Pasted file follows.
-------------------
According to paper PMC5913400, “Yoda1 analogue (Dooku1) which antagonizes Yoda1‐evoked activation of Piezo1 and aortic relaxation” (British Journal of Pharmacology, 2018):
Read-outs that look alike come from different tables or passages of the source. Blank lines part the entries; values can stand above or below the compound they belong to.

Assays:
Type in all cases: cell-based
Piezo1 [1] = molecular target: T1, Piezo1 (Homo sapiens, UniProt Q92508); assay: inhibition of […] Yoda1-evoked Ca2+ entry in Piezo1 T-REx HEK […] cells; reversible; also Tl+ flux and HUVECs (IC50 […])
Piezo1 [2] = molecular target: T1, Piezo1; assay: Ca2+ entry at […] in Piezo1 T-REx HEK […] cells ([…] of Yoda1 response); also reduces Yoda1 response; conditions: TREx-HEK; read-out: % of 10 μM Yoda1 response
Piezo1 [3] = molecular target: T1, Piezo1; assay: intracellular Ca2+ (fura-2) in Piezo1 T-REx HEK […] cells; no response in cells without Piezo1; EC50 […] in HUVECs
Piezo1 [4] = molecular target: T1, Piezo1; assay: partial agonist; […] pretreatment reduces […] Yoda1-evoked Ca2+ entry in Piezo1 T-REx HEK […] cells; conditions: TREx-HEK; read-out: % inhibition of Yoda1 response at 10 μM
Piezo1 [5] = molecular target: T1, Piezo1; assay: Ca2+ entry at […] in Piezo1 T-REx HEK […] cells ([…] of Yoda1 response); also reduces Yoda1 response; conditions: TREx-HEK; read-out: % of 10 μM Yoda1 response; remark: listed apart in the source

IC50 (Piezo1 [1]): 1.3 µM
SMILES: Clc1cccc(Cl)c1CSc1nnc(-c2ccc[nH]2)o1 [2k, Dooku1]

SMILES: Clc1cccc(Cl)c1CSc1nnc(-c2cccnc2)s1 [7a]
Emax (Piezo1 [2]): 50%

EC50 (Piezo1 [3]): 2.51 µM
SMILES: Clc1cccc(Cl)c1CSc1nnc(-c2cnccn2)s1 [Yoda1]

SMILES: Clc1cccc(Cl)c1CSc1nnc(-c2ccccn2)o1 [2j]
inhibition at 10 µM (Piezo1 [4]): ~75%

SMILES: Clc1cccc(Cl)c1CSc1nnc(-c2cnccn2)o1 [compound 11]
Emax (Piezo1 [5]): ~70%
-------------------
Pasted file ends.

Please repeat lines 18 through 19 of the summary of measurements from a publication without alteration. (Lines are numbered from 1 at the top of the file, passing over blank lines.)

SMILES: Clc1cccc(Cl)c1CSc1nnc(-c2cnccn2)o1 [compound 11]
Emax (Piezo1 [5]): ~70%